The question is: will these books really be banned? Let’s first take a look at the current top-ranked lists of children’s picture books.

 

MOST POPULAR CHARTS

“The reported restrictions seem to be more symbolical than substantive.”

 

What children’s books rank highest in the popular book charts on Weibo after news of the PRC crackdown has come out?

#1. ‘Chinese Year’ Original Picture Book Series (中国年原创图画书系列)

The top ranking children’s book at the time of writing is a book series called Chinese Year, which is written by author Cao Cong (alias Wuke Lili), a Renmin University graduate specialized in children’s psychology.

The books contents and illustrations are focused on Chinese family life and traditions. This particular story is about Chinese New Year and how it is celebrated.

2. Guess Who I Am? (猜猜我是谁)

This book is aimed at the youngest children (2-4 years old) as a little ‘hide and seek’ game with holes in it, allowing children to look through them and see different things. The book is published by the Chinese People’s Publishing House.

3. Fantastic Book (奇妙的书)

This is another made-in-China children’s book, published by Guangxi Normal University.

It is themed around many different animals. From alligators to penguins, they all look at life in a different way.

4. Paw Patrol (汪汪队立大功)

Who has not heard of Paw Patrol? This children’s book about a boy named Ryder who leads a pack of rescue dogs known as the PAW Patrol is derived from a Canadian animated television series, and is thus a foreign children’s book with no Chinese themes. The book is popular on Weibo, where it is rated 9.1 out of 10 stars.

5. The Princess Kite (公主的风筝)

Although the authors of this book are not all Chinese, the story does focus on ancient China and has a Chinese kite as its central subject – making it a truly Chinese story, published by the Chinese Yellow River Publishing & Media Group.

The top 5 of Weibo’s most popular children’s book of this moment seems representative of the ‘popular’ or ‘recommended’ lists of China’s biggest online bookstores such as Taobao or Dangdang, where there are still many foreign children’s books for sale, but where the originally Chinese children’s books seem to dominate the main lists of book suggestions.

Searching for ‘foreign children’s books’ was possible on all sites – including on Dangdang, Kongfz, JD.com, and also on Taobao – after March 10. There is a wide selection of foreign books available from these sites, from Little Rabbit Couldn’t Sleep to Peppa Pig.

Foreign children’s books still sold on Taobao.

Also in the category for older children (8-12), translations of books like Pippi Longstocking (长袜子皮皮) or Harry Potter (哈利·波特) are still freely available on Taobao.

Seeing that the announced Taobao ban has not really gone into effect, there is a probability that the ‘ban’ on foreign children’s books and the reported restrictions for publishing firms to publish any foreign picture books for children this year are more symbolical than substantive.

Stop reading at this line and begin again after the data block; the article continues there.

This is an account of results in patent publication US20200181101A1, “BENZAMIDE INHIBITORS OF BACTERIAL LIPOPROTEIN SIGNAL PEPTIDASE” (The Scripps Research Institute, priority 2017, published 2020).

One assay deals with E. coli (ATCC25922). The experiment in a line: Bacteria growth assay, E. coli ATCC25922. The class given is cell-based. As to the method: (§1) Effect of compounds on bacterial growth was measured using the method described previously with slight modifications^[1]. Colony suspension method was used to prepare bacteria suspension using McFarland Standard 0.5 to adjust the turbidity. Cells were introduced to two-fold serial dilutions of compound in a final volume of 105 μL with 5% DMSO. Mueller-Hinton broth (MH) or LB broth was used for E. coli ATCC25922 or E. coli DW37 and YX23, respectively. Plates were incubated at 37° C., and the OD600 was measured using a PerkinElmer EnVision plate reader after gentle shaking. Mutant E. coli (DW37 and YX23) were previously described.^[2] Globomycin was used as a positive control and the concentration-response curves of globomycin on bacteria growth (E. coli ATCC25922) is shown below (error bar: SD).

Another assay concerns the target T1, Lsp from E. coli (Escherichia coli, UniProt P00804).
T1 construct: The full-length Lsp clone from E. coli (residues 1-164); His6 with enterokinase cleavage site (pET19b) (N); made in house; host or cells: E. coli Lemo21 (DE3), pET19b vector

TONING DOWN THE HYPE

“Chinese children can enjoy Paw Patrol or Pippi Longstocking, along with those books themed around Chinese New Year or Chinese folklore.”

 

On Thursday, Global Times published another article that seemed to want to tone down the hype, quoting the deputy dean of Cultural Studies at Peking University Chen Shaofeng: “Unless the foreign media can name particular children’s books that are banned from being imported, their accusations should be seen as groundless.”

The Beijing Bookstore online: the shop features a Frozen Disney book in its header on the children’s book page.

The article also mentioned a Beijing-based publisher nicknamed ‘Coco’, who reassured worried parents that books that have already received approval to be published would continue to be available, regardless of whether or not import limits (not bans) are introduced in future.

The way things stand now, it seems that it is business as usual for children’s books in China. It is likely that foreign children’s books will not be completely banned from China in the near future. Instead, we can expect a heightened focus on Chinese books for children (especially those themed around Chinese stories and traditions), making it easier for publishers to get approval for those titles.

To make final conclusions about the eventual effects of the announced regulations, however, we will have to wait another year. In the meantime, Chinese children can enjoy Paw Patrol or Pippi Longstocking, along with those books themed around Chinese New Year or Chinese folklore. Perhaps to the disappointment of some parents, Peppa Pig has not left the building (yet).

– By Manya Koetse

©2017 Whatsonweibo. All rights reserved. Do not reproduce our content without permission – you can contact us at info@whatsonweibo.com.

Manya Koetse is the editor-in-chief of www.whatsonweibo.com. She is a writer and consultant (Sinologist, MPhil) on social trends in China, with a focus on social media and digital developments, popular culture, and gender issues. Contact at manya@whatsonweibo.com, or follow on Twitter.

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  1. Avatar

    Bruce Humes

    March 20, 2017 at 8:56 am

    If foreign analysts are waiting for written proof that there is a ban or specific limits on the import and sale of foreign books for children, they are likely waiting in vain.